The Malaysian Regional Programme (MRP) is part of the Asian Experts Programme (AXP) under chairperson Datuk Paddy Bowie OBE.

This global professional and business networking forum allows members to interact with notable leaders in industry, commercial directors, senior government officials, socio-economic and political analysts and other experts.

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MRP Review:  July 2017

By Maria Townsend 09/8/2017
It was business as usual in July following on from Ramadan and the Hari Raya break in Malaysia.  On 27 July, we were honoured to have US Ambassador Kamala Shirin Lakhdhir as a guest speaker at our MRP luncheon.  The event was extremely popular, and Ambassador Lakhdhir shared her views on the US-Malaysia bilateral relations to a full audience of our members.

Ambassador Kamala was confirmed by a full senate to become US Ambassador to Malaysia in December 2016 and in her short time here in Malaysia, has already built strong ties with the community.  She disclosed a personal and touching story about the start of her diplomatic career which began in 1991, whereby she pursued her own mother’s aspirations in joining the Foreign Service.  Ambassador Lakhdhir is a career diplomat, and with all career ambassadors was asked to remain in position when all political appointees were recalled with the change of administration.  This is common place with any new administration, and Ambassador Lakhdhir serves at the pleasure of the President.  This change wasn’t all the new administration brought.  Within the first week of the Trump presidency, it was announced that the USA would be pulling away from the Trans Pacific Partnership Agreement (TPPA), adopting a much stricter approach to immigration, carving their turf by building the infamous wall on the US-Mexico border, and the America First policy, cementing views that America was facing a populist backlash against globalisation.  How would this affect the US-Malaysia bilateral relationship?

USA-Malaysia:  Then & Now

Malaysia is a significant regional and global partner for the USA.  It has a diverse and expanding partnership in trade, investment, security education and cultural relations.

Economy & Trade

The USA is one of Malaysia’s largest trading partners.  In the 1970s, US electrical and electronic companies established their roots in Penang, Malaysia.  Until today, Penang has remained a vital investment and reinvestment location for many American MNCs including the likes of Intel, HP and Motorola.  The US companies in Malaysia are particularly active in energy, electronics and manufacturing sectors, employing around 200,000 Malaysian workers.  The investment is long-term and with continued good governance, clean leadership, consistency and transparency towards corporations, the relationship can only continue to thrive.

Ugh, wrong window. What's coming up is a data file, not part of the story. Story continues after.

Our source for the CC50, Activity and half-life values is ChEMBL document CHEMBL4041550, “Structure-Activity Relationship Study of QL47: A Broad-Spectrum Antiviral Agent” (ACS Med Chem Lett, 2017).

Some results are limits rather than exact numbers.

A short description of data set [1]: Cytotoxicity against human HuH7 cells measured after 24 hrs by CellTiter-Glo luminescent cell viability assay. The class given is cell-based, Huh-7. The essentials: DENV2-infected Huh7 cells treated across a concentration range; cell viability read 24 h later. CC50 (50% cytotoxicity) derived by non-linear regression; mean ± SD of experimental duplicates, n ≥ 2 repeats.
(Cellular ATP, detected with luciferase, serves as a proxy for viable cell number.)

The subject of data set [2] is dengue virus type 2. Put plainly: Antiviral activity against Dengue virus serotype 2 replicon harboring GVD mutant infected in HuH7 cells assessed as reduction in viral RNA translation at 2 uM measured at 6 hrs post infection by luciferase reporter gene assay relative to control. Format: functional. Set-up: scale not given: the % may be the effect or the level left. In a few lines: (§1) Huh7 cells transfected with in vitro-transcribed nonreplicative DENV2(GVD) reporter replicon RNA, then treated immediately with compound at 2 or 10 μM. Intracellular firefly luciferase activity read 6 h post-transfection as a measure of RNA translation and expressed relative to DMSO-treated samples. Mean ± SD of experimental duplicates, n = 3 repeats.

Education & Tourism:  People to People

The investment of the US MNCs are deep-rooted.  Malaysians are trained and provided skills and expertise in various industries including engineering and technology.  Much of the management positions of the corporations are locally sourced.  The USA also see the benefit of investing in the Malaysian education system and future talent pool.  The US Fulbright English Teaching Assistant programme is amongst the largest in the world, supporting a number of young US students who in turn impart their English language skills and thought process to students at nominated Malaysian secondary schools.  Malaysian students are also currently studying in the USA, despite the challenges faced with the currency exchange rate, the distance and different education structure.  The recognition of the level of education they can receive in the USA is not forgotten.  The people to people US-Malaysia relations are further reinforced with the launch of the new Air Asia flight route from Kuala Lumpur to Hawaii.  This is hoped to boost tourism both ways.


Our nations share a strong security cooperation and strong military to military relations.  The Royal Malaysia Police has collaborated with the US DEA for narcotics, and FBI for people and animal trafficking, counter-terrorism as well as the very relevant and widespread topic of cybercrimes.  Malaysia and USA have also cooperated in their military with 5,100 US military personnel here in Malaysia in the last 12 months.

The Future

Despite the press highlighting America’s more isolationist policy, the new US administration has been actively engaged in Asia.  US Secretary of State Tillerson hosted the Foreign Ministers of the Association of Southeast Asian Nations (ASEAN) for a special US-ASEAN Foreign Ministers meeting, reinforcing the strategic partnership between the United States and ASEAN.  US Defence Secretary Mattis has met and is keen to collaborate with Malaysia’s Defence Minister Hishammuddin Hussein, as well as US Vice President Mike Pence showing the USA’s continued engagement with Asia in is tour of the region.  More significantly, President Trump has committed his attendance this November to the Asia-Pacific Economic Cooperation (APEC) Summit in Vietnam and the East Asia Summit (EAS) in Manila.  It is clear that even though the media are portraying a protectionist America, the new US administration has clearly recognised that in this global economy, the USA cannot turn away from the rest of the world and Asia and ASEAN will very much remain focal points for the foreseeable future.